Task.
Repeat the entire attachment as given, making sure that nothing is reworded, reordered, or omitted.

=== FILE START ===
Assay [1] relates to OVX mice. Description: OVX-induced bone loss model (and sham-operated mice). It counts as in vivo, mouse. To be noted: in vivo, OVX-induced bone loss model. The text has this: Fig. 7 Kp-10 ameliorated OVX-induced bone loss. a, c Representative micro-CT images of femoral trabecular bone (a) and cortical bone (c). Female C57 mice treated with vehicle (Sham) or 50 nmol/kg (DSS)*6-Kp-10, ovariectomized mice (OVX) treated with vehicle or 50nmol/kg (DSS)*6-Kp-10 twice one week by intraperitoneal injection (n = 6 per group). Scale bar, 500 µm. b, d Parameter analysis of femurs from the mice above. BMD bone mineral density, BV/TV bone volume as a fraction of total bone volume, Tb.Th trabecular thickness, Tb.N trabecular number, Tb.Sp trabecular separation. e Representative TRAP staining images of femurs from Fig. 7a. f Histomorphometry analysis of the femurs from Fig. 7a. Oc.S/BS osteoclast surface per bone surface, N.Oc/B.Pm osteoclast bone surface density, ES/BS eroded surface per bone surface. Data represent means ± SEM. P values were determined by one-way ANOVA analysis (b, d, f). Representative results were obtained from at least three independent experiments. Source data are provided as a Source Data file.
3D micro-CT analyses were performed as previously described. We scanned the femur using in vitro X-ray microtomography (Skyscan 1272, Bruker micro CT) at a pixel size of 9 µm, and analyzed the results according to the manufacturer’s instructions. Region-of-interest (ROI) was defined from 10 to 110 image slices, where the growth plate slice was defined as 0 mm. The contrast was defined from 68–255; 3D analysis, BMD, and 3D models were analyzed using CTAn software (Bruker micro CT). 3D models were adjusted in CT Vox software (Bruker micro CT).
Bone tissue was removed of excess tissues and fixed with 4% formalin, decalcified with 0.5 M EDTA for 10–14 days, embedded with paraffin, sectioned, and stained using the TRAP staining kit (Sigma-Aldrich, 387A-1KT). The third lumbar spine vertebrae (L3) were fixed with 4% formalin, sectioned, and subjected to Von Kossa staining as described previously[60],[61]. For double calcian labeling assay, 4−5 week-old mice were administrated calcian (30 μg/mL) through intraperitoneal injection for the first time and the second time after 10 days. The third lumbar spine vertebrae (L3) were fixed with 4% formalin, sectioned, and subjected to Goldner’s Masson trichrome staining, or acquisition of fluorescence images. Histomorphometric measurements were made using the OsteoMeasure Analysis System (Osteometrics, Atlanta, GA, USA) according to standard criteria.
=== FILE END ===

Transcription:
Assay [1] relates to OVX mice. Description: OVX-induced bone loss model (and sham-operated mice). It counts as in vivo, mouse. To be noted: in vivo, OVX-induced bone loss model. The text has this: Fig. 7 Kp-10 ameliorated OVX-induced bone loss. a, c Representative micro-CT images of femoral trabecular bone (a) and cortical bone (c). Female C57 mice treated with vehicle (Sham) or 50 nmol/kg (DSS)*6-Kp-10, ovariectomized mice (OVX) treated with vehicle or 50nmol/kg (DSS)*6-Kp-10 twice one week by intraperitoneal injection (n = 6 per group). Scale bar, 500 µm. b, d Parameter analysis of femurs from the mice above. BMD bone mineral density, BV/TV bone volume as a fraction of total bone volume, Tb.Th trabecular thickness, Tb.N trabecular number, Tb.Sp trabecular separation. e Representative TRAP staining images of femurs from Fig. 7a. f Histomorphometry analysis of the femurs from Fig. 7a. Oc.S/BS osteoclast surface per bone surface, N.Oc/B.Pm osteoclast bone surface density, ES/BS eroded surface per bone surface. Data represent means ± SEM. P values were determined by one-way ANOVA analysis (b, d, f). Representative results were obtained from at least three independent experiments. Source data are provided as a Source Data file.
3D micro-CT analyses were performed as previously described. We scanned the femur using in vitro X-ray microtomography (Skyscan 1272, Bruker micro CT) at a pixel size of 9 µm, and analyzed the results according to the manufacturer’s instructions. Region-of-interest (ROI) was defined from 10 to 110 image slices, where the growth plate slice was defined as 0 mm. The contrast was defined from 68–255; 3D analysis, BMD, and 3D models were analyzed using CTAn software (Bruker micro CT). 3D models were adjusted in CT Vox software (Bruker micro CT).
Bone tissue was removed of excess tissues and fixed with 4% formalin, decalcified with 0.5 M EDTA for 10–14 days, embedded with paraffin, sectioned, and stained using the TRAP staining kit (Sigma-Aldrich, 387A-1KT). The third lumbar spine vertebrae (L3) were fixed with 4% formalin, sectioned, and subjected to Von Kossa staining as described previously[60],[61]. For double calcian labeling assay, 4−5 week-old mice were administrated calcian (30 μg/mL) through intraperitoneal injection for the first time and the second time after 10 days. The third lumbar spine vertebrae (L3) were fixed with 4% formalin, sectioned, and subjected to Goldner’s Masson trichrome staining, or acquisition of fluorescence images. Histomorphometric measurements were made using the OsteoMeasure Analysis System (Osteometrics, Atlanta, GA, USA) according to standard criteria.